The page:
There are no insurmountable obstacles preventing motorsport being included in the Olympic Games in the future, even though it has never officially been part of the world's biggest sporting event before.
In 1900, a series of car races was run off the back of the Paris World's Fair in conjunction with the games, while in 1936 an Olympic Rally was staged, but neither was recognised as an official event. But Nasser Al-Attiyah, winner of the 2011 Dakar Rally and a WRC regular, claimed a bronze medal in skeet shooting at the London Olympics last week. The 41-year-old believes that motorsport could have a place.
"I would love to see motorsport included in the Olympic Games," he told AUTOSPORT. "They could make a special stage in the stadium and it would be a fantastic show.
"I want to make the next Olympics in Rio and I want to win a gold medal to go with my bronze. But it would be fantastic to go there to compete in motorsport and to represent my country, Qatar, like that as well. To come to the Olympics and make your country proud is an amazing thing.
"I have been surprised by how many people have recognised me from motorsport and are surprised to see me involved in shooting. This is my fifth Olympics, but people from Europe and all over South America still recognise me more from motorsport. That [recognition for motorsport] could be another reason to make it an Olympic sport.
"Coming from motorsport, it is incredible to be in the village with all of the other athletes. I've seen Usain Bolt and lots of other athletes just walking around the village. It's going to be really sad when this is all finished. London has been amazing."
For a sport to be admitted to the Olympics is difficult, but not impossible. The International Olympic Committee has capped the total number of sports at 28, with the 2012 games comprising 26. There is nothing to stop motorsport, through the FIA (which was recently recognised by the IOC) lobbying.
Nasser Al-Attiyah, Olympic medalist and driver © XPB
It is often claimed that events based on mechanical devices such as cars are not admissible. This was once the case, since the Olympic Charter stated that "sports, disciplines or events in which performance depends essentially on mechanical propulsion are not acceptable". This clause was removed in 2007. The FIA signed up for the World Anti-Doping Code in December 2010, removing another potential obstacle.
For there to be any chance of the IOC accepting a proposal for motorsport to be admitted, it is inevitable that car variations would have to be minimised to put the emphasis on driver skill. This in effect rules out a category such as Formula 1, which would anyway be impossible to incorporate because of myriad commercial clashes. But it could allow events based on centrally run, identical-specification race or rally cars, or even karts.
Provided top drivers were able to compete - the Olympic charter stipulates only that athletes may not be paid directly for competing - such a format could create a credible competition. The Race of Champions is a potential model, but a long circuit event may prove more credible.
"A lot of people have said that the Race of Champions is the Olympics of motorsport," RoC organiser Fredrik Johnsson told AUTOSPORT. "We would love to be a part of it, if it were possible to enter the Olympic family. I'm not convinced it would be that easy, but the Olympics also realise that they need to bring in new sports. Maybe a few years down the line it could be a reality."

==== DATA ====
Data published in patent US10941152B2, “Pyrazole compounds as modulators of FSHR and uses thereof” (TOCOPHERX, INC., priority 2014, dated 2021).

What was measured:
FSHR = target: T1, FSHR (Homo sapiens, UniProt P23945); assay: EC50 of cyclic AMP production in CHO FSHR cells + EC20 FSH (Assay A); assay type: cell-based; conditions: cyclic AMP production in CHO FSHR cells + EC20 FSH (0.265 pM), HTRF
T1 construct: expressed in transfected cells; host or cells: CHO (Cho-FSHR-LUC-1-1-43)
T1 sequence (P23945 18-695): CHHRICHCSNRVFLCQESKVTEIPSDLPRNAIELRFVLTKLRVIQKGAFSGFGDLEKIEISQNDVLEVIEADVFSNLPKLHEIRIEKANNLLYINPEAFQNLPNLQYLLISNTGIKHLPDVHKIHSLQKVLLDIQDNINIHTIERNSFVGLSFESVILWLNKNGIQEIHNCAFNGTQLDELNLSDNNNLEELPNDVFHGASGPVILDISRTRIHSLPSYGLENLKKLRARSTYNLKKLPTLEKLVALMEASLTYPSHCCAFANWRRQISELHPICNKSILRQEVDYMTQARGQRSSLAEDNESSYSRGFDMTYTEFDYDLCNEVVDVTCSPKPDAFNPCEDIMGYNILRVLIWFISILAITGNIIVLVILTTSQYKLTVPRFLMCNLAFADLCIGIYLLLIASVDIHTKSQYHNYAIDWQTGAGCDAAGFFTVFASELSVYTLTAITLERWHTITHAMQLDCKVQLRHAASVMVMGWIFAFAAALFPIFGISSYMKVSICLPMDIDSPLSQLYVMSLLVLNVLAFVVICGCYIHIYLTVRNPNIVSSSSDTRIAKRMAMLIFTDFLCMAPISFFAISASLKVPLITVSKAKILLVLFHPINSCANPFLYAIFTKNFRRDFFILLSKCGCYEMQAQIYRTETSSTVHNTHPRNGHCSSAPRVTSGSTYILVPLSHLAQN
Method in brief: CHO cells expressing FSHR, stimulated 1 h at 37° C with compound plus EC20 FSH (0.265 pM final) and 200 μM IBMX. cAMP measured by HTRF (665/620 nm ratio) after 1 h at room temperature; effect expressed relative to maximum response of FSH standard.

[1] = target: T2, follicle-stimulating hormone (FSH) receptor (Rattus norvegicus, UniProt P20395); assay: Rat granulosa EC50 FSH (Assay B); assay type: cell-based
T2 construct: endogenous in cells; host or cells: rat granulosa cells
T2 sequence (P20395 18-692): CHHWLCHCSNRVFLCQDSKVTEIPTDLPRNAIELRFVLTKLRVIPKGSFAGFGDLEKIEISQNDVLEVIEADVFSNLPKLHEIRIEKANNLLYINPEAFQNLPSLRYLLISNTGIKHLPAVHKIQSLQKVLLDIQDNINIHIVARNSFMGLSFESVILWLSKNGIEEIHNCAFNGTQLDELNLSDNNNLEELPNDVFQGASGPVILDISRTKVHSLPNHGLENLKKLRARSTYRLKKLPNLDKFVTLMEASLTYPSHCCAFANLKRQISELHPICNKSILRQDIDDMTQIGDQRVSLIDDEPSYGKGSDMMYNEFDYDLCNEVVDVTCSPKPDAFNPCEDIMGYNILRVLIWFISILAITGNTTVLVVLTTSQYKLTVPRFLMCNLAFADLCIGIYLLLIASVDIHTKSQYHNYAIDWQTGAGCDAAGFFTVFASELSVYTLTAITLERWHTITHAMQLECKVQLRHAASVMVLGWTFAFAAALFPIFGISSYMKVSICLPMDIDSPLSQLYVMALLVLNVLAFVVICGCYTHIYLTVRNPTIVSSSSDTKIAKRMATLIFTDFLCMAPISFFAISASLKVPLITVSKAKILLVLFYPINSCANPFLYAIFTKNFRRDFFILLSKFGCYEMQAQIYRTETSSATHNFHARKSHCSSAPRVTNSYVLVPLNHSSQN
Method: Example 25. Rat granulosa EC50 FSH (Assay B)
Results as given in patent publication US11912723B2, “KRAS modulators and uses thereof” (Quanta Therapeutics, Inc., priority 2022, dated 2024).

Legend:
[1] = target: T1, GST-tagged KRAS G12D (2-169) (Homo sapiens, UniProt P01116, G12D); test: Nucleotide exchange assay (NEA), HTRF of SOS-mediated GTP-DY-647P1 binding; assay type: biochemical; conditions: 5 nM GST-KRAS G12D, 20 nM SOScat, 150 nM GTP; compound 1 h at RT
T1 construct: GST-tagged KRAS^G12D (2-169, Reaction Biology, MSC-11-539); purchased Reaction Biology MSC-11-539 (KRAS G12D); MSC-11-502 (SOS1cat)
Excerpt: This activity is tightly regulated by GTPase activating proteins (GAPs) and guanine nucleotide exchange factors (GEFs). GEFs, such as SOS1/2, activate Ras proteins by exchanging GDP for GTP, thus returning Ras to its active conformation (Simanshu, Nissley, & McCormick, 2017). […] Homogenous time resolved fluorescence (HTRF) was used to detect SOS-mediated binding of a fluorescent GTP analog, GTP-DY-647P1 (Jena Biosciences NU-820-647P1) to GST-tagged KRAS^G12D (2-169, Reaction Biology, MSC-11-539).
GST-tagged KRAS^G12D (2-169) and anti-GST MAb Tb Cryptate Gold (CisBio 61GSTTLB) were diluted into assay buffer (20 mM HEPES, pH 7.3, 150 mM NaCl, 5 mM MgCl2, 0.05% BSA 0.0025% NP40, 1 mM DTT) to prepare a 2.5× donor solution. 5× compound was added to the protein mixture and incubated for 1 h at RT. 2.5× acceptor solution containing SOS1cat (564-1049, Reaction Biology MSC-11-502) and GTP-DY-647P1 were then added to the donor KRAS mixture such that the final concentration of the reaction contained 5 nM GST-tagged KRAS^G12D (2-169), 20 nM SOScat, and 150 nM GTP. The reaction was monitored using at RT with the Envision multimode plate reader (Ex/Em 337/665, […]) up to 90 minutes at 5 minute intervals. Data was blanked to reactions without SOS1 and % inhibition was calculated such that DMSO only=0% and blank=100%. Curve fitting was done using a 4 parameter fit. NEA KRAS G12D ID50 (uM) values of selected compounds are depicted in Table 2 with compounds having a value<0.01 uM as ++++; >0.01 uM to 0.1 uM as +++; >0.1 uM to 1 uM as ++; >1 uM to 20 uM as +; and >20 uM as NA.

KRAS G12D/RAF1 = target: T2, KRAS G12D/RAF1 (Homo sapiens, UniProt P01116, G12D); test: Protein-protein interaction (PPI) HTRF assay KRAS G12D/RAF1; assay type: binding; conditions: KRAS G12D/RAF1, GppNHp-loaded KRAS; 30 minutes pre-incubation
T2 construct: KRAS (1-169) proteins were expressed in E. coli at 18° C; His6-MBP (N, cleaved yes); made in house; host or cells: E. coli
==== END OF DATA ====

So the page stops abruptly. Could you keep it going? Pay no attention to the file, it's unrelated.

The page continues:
IOC president Jacques Rogge ruled out the possibility when he visited this year's British Grand Prix.
"The games are about the competition for the athletes, not for the equipment," he said. "While having a lot of respect, it will not be included in the Olympic programme."
While Rogge's statement is emphatic, he is due to stand down as president next year. Should his successor be amenable to motorsport, Olympic inclusion could be possible.
ROC: Olympic Stadium feasible
The 2012 Race of Champions © LAT
London's Olympic Stadium could host the Race of Champions in the future.
RoC organiser Fredrik Johnsson believes that an event could be hosted as early as 2014, with tentative talks between his company and the stadium already having taken place.
"It's definitely feasible," Johnsson told AUTOSPORT. "We have had discussions with the [London] Olympic stadium about potentially taking the RoC there and they were very interested to see our plans and how we have done it in the past.
"The discussion that we had was very positive and we are very keen to look at it for the future. If I understand their situation correctly, they have a pretty clear agenda of what they need to do after the Olympics with the Olympic Park, so at the earliest it would be in 2014."
The Race of Champions was staged in Beijing's Olympic Stadium in 2009 before moving first to Dusseldorf and then, for 2012, the Rajamangala Stadium in Thailand. It was last held in London in 2007-2008, at Wembley.
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Edd Straw is Editor-in-Chief of Autosport, overseeing both print and digital versions of the brand. Edd has worked for Autosport since joining as a junior reporter in 2002. He became Editor in November 2014, having previously worked as National Editor, News Editor and Grand Prix Editor.
Originally from Guernsey in the Channel Islands, he joined Autosport shortly after graduating from university. He went on to cover a wide range of categories from club motorsport to the World Touring Car Championship and Le Mans to Formula 3 before switching to F1 full-time at the 2008 French Grand Prix. He continues to cover a range of international events in his position as Editor-in-Chief.
In his spare time, he was formerly a club racer whose abilities did not match his enthusiasm in a variety of categories.